2 years ago
Back in the day when I was a fully fledged, cards in wage slave, I was actually sacked from my first job. And if the mentor in my new job hadn’t been a keen match fisherman, I might easily have been sacked from this new one as well.
Here’s what happened…
In the mid 1980’s, I got a job as a glorified salesman with a company that published training materials. I’d just been made redundant on Christmas Eve from my previous company (and if truth be told, was quite pleased about it because of the redundancy payment!) and walked straight into this new job.
Richard my new mentor already worked for the company but was just about to leave. I was to take over from him, and his very last act in the job made my life incredibly easy and probably saved me from an inglorious sacking here too.
I was employed to sell publications to companies, health authorities, charities and other large organisations. And at the time, an average order was perhaps 2,000 books. If you got an order for 5,000 you were doing well and a ten or twenty thousand order was cause to crack open the champagne. In simple terms, I’d probably need to generate 100 orders of 3,000 books or more to hit my sales targets.
So what did Richard do to make life so easy?
Well as I say, Richard was a keen match fisherman, and he knew that matches weren’t necessarily won by the competitor who simply caught the most fish. He knew that you could sit there all day pulling out one fish after another, only to be beaten by the bloke with an empty keep net who pulls a out monster fish at the last minute…
One big ‘un makes up for a lot of little ‘un’s.
Richard had figured out that there was a massive parallel here with the business we were in. Yes, the big fish were scarcer, a little more elusive, a bit harder to land and might respond to somewhat different bait – but the effort would be repaid many many times over. And so he had set the wheels in motion (or started casting lines!) for catching some of the really big fish.
Among the appointments he’d set up for me when he left, was one with The Manpower Services Commission. This was a division of the Department of Employment at the time, and had previously been off the company radar because it was assumed that it had its own in-house department dealing with what we had to offer. And at the time, I’d have happily fallen in with that line of thinking, but I didn’t get the chance, because the appointment had already been made for me by Richard.
It was my first week in the job, and I set off for the appointment with very little enthusiasm or optimism. I feared I was about to come face to face with some high powered ogre (the bloke I was seeing controlled a budget of tens of millions of pounds) who would simply laugh in my face and show me the door very quickly. But it didn’t happen that way. What I actually got was a meeting with a pleasant, normal human being who was a lot more respectful and receptive than the ‘lower ranks’ I was accustomed to seeing.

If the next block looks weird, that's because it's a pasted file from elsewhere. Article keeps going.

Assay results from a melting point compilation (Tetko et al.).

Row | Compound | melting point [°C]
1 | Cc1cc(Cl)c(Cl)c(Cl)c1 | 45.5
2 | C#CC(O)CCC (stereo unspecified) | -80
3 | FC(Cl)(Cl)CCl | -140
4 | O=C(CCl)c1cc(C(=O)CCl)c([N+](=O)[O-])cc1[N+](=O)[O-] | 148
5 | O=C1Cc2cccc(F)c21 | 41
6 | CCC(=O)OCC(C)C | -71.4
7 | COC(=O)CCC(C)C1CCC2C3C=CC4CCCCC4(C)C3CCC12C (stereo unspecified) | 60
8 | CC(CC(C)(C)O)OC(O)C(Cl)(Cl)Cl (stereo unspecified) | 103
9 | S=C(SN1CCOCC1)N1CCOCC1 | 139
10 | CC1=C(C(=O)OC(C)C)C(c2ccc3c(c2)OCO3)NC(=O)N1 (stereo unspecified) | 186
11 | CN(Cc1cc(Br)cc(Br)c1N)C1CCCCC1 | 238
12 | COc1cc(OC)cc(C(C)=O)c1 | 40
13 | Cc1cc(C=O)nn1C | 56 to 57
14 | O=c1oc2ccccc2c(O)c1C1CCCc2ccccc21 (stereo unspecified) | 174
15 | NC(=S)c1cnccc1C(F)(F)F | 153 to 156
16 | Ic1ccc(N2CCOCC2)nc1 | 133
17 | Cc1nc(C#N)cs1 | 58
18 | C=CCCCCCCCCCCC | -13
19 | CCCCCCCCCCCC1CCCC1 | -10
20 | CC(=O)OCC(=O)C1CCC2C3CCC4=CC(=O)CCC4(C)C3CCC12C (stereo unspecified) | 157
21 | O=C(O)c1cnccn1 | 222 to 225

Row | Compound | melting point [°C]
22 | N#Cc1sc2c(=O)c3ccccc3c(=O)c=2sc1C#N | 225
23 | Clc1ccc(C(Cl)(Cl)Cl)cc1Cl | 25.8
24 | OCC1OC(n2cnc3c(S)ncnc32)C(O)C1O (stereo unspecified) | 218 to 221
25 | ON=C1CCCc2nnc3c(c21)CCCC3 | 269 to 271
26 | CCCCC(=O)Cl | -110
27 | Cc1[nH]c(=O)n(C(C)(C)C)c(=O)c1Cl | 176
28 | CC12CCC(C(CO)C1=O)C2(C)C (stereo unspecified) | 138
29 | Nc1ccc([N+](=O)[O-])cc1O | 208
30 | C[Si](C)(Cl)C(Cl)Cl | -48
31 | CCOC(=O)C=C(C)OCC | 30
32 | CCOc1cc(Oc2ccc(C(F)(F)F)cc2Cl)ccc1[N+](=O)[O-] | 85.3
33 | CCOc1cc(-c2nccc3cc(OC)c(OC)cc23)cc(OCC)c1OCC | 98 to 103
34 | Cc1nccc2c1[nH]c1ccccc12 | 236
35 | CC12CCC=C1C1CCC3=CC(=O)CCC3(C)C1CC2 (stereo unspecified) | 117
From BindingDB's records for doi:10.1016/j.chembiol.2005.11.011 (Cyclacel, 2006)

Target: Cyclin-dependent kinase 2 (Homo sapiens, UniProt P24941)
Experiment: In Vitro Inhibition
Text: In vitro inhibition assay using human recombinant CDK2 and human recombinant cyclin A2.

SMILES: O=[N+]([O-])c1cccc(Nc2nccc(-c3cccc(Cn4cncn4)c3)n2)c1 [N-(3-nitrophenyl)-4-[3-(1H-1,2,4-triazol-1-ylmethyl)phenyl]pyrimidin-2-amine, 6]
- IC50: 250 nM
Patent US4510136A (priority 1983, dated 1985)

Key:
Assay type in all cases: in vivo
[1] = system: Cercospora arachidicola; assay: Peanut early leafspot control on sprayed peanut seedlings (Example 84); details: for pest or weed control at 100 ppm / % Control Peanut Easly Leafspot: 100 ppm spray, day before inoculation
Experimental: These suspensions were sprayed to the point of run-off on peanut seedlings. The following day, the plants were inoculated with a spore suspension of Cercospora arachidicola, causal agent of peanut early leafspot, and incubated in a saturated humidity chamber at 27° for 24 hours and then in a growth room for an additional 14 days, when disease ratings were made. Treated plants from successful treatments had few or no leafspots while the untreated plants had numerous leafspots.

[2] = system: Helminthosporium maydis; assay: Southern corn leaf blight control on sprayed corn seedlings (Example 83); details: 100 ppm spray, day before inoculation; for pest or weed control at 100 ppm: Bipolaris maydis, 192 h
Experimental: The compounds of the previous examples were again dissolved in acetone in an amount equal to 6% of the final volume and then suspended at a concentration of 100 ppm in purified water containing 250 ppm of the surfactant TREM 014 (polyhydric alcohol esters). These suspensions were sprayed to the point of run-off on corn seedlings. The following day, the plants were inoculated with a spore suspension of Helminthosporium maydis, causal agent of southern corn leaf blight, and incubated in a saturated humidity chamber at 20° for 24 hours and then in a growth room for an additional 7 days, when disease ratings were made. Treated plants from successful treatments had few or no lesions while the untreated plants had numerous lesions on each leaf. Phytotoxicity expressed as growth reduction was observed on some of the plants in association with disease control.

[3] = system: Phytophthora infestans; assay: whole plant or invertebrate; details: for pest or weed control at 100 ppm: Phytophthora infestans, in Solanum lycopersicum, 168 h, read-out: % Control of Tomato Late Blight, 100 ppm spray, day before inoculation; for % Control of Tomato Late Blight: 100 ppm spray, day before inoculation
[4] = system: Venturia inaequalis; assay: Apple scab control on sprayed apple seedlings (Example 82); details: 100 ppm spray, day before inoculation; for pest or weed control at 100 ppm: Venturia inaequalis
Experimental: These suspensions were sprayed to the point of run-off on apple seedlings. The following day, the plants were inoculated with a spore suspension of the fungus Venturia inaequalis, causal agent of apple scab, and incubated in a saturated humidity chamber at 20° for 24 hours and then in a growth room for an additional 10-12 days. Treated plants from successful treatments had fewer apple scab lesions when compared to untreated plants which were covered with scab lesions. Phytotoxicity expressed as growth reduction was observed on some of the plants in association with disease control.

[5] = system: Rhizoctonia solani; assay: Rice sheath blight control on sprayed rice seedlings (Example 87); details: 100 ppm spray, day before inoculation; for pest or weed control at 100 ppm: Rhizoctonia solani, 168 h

Anyway, to cut a longish story short, 3 months after that first meeting, I ended up with an order for a quarter of a million books (Don’t forget that 10,000 books was an excellent order) which wiped out most of my sales target in one fell swoop. What’s more, it was an order that was to be repeated for the following three years.
Now I’d like to be able to say that this was all down to my own clever salesmanship, but it wasn’t. The truth is that I really didn’t enjoy selling stuff face to face one little bit, and I never got very good at it. But it didn’t matter because I’d had a big fish thrust in my path who just happened to be hungry enough for my bait.
So I got away with being not very good – although I have to say that I still accepted the Salesman Of The Year Award a few months later, if not a little sheepishly to say the least.
Without that big fish, I could easily have found myself looking for a new job instead.
So what can we take from this?
Well, to stay with the fishing analogy for a while, I think most of us go through life thinking that we can only ever catch small fish. We often don’t even realise that big fish exist, and even if we do, we don’t try to catch them for fear that it will be too difficult and time consuming, or most significantly, because of a fear that they will have no interest in our bait.
We even fear that the big fish may laugh at our pathetic bait before disappearing back under the water leaving us humiliated on the riverbank. Okay, I’ve taken this analogy too far now, but you get the point!
Avoiding or ignoring the big fish is a massive mistake. Just one big fish landed makes up for an awful lot of small ones. Granted, the big fish are rarer than small ones, but once located, they aren’t necessarily any more frightening, and here’s the thing – it’s not an either/or decision either. If you have two rods you can fish for both at the same time.
So, do you know where the big fish are in your business? Do you at least have part of your marketing effort dedicated to locating, catching and landing them? Or are you content to continue working like crazy hauling in a boat load of minnows, and leaving the big prize to someone else?
These are questions which I think most business people would do well to consider. I know for myself that just recalling and writing this has provided me personally with a timely reminder.
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